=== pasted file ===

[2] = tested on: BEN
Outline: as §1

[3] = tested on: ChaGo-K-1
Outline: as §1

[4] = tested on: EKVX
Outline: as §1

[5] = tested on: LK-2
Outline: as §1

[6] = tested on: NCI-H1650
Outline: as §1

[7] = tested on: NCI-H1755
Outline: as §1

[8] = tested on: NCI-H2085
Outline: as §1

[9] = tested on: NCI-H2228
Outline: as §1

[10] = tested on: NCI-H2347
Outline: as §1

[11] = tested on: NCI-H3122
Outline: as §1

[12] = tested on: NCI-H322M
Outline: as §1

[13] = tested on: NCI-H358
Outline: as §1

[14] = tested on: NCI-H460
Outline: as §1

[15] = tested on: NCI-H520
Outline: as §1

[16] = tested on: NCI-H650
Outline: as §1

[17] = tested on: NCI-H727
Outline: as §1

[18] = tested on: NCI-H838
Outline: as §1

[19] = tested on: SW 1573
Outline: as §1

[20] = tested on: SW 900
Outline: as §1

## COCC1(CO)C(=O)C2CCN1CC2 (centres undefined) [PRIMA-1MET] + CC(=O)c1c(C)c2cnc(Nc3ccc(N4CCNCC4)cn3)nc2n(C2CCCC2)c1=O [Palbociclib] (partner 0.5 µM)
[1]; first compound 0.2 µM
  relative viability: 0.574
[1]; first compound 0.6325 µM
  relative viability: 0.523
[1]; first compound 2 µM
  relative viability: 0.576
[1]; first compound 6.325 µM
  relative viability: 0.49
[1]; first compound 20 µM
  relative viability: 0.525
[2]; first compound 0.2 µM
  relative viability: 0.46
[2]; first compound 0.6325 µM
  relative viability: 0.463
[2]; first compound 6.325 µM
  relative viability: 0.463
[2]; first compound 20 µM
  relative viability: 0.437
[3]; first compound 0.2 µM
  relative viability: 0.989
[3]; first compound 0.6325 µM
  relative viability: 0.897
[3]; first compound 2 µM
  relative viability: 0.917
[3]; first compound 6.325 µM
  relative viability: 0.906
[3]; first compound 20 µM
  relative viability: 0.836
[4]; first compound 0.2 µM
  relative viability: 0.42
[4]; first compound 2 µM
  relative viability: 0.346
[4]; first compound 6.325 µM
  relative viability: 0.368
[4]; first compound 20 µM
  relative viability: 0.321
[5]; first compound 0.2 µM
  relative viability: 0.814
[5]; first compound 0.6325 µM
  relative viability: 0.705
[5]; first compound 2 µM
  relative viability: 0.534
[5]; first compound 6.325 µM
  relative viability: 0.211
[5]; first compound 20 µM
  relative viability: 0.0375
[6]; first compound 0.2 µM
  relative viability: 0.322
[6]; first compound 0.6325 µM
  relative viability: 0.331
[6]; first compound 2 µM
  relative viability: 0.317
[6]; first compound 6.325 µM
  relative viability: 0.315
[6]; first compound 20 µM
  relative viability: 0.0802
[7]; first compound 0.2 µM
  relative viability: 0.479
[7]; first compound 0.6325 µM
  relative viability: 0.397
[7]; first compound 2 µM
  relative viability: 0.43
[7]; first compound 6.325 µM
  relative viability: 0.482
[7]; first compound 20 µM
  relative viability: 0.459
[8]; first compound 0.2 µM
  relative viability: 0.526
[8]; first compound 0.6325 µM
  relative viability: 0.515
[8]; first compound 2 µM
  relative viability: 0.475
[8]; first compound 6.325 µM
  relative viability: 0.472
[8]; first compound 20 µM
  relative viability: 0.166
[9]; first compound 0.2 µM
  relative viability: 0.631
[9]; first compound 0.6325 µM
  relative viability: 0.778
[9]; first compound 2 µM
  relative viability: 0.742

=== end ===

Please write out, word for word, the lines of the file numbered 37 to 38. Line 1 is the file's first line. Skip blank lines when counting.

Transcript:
[20] = tested on: SW 900
Outline: as §1